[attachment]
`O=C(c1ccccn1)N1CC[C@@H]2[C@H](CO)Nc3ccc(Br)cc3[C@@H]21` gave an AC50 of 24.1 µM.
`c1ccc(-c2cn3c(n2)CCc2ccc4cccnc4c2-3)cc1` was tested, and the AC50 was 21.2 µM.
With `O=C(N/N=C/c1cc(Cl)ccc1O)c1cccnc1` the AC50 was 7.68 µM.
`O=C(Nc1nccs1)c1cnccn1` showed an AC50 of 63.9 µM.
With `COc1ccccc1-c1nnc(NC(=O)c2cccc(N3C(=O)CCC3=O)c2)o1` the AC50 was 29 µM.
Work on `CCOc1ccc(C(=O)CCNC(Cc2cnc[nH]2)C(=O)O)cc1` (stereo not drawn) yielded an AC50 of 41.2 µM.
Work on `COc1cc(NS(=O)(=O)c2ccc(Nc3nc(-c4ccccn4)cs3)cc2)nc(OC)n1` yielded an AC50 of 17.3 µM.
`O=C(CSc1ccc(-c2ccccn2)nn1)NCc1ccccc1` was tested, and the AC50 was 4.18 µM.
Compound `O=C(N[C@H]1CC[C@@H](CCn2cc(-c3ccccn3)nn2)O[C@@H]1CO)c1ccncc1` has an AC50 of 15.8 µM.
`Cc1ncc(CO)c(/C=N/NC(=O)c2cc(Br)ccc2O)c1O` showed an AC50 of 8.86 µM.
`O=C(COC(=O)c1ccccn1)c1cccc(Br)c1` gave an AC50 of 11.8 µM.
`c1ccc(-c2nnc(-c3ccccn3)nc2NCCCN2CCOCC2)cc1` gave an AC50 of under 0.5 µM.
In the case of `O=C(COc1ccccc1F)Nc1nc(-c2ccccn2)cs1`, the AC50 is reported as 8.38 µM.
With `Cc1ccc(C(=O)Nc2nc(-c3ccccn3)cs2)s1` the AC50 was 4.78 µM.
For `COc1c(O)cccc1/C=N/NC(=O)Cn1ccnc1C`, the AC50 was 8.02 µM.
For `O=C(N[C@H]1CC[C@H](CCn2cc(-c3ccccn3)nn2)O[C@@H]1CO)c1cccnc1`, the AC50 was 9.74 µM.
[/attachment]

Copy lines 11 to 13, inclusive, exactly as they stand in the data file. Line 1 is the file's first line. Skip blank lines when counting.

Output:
`O=C(COC(=O)c1ccccn1)c1cccc(Br)c1` gave an AC50 of 11.8 µM.
`c1ccc(-c2nnc(-c3ccccn3)nc2NCCCN2CCOCC2)cc1` gave an AC50 of under 0.5 µM.
In the case of `O=C(COc1ccccc1F)Nc1nc(-c2ccccn2)cs1`, the AC50 is reported as 8.38 µM.